Although holding down Ctrl while you drag the fill handle copies a text entry, just the opposite is true when it comes to values! Suppose that you enter the number 17 in a cell and then drag the fill handle across the row — Excel just copies the number 17 in all the cells that you select. If, however, you hold down Ctrl while you drag the fill handle, Excel then fills out the series (17, 18, 19, and so on). If you forget and create a series of numbers when you only need the value copied, rectify this situation by selecting the Copy Cells command on the AutoFill Options shortcut menu.

Creating custom lists for AutoFill in Excel 2019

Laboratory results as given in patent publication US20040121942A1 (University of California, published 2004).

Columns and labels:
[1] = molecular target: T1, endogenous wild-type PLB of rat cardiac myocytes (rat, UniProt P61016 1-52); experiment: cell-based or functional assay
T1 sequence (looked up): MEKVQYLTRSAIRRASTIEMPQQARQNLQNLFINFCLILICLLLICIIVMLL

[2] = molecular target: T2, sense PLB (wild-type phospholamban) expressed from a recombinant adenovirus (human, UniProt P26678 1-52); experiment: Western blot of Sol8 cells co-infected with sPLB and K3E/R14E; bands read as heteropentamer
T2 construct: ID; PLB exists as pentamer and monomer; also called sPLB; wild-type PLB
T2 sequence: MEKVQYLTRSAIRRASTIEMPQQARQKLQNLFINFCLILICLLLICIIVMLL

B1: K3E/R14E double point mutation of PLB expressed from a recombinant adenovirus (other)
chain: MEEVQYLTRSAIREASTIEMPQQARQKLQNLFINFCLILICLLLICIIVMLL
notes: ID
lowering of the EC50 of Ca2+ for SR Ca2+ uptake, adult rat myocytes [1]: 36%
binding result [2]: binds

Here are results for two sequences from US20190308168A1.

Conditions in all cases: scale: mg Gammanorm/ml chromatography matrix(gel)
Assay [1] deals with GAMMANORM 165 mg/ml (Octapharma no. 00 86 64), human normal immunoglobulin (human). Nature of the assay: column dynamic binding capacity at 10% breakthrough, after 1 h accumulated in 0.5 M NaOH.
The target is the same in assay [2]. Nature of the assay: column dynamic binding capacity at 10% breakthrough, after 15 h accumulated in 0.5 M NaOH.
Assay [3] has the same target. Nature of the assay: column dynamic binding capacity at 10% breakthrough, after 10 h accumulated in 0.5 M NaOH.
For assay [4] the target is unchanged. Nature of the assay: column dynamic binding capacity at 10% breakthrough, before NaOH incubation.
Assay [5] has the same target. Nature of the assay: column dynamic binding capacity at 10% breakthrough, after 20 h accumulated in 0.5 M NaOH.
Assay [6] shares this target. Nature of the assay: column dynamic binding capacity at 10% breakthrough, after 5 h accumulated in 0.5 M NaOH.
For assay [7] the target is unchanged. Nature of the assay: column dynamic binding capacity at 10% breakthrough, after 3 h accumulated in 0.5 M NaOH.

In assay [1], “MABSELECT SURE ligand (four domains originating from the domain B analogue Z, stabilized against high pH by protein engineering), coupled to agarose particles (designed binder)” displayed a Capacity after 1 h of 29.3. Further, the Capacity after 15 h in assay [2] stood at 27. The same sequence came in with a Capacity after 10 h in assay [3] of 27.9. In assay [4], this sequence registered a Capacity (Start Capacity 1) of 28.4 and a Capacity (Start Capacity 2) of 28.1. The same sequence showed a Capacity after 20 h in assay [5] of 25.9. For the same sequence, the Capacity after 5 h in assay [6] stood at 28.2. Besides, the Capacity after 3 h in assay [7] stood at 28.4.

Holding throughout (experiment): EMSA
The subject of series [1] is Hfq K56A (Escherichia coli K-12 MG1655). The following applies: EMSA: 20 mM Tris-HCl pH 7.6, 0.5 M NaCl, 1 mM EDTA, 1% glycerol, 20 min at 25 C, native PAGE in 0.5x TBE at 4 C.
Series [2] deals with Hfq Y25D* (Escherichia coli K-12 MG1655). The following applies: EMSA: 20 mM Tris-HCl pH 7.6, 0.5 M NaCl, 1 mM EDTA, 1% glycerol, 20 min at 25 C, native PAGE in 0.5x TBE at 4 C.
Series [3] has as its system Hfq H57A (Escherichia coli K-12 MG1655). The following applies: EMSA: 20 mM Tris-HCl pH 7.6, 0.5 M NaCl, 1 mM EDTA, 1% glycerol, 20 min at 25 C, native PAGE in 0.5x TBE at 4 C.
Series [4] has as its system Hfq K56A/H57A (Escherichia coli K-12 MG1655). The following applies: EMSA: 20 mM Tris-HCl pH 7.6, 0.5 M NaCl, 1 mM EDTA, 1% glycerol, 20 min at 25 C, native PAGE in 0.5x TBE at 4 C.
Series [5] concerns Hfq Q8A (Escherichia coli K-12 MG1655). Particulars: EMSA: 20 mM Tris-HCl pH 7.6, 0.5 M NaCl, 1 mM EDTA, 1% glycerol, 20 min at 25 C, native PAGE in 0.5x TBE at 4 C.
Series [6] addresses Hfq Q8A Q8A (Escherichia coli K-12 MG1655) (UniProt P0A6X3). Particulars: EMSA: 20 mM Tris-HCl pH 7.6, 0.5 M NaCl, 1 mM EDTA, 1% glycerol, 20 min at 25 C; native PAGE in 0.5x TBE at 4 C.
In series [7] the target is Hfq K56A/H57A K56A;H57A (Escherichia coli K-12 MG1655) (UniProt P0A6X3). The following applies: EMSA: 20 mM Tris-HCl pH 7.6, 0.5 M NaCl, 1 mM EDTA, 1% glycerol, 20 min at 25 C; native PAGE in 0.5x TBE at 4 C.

In addition to varying the increment in a series created with AutoFill, you can also create your own custom series. For example, say your company has offices in the following locations and you get tired of typing the sequence in each new spreadsheet that requires them:

  • New York
  • Chicago
  • Atlanta
  • New Orleans
  • San Francisco
  • Los Angeles

After creating a custom list with these locations, you can enter the entire sequence of cities simply by entering New York in the first cell and then dragging the Fill handle to the blank cells where the rest of the cities should appear.

To create this kind of custom series using Excel’s AutoFill feature, follow these steps:

  1. Click File → Options → Advanced or press Alt+FTA and then scroll down and click the Edit Custom Lists button in the General section to open the Custom Lists dialog box.
    custom series AutoFill Excel 2019
    Creating a custom company location list from a range of existing cell entries.

    If you’ve already gone to the time and trouble of typing the custom list in a range of cells, go to Step 2. If you haven’t yet typed the series in an open worksheet, go to Step 4.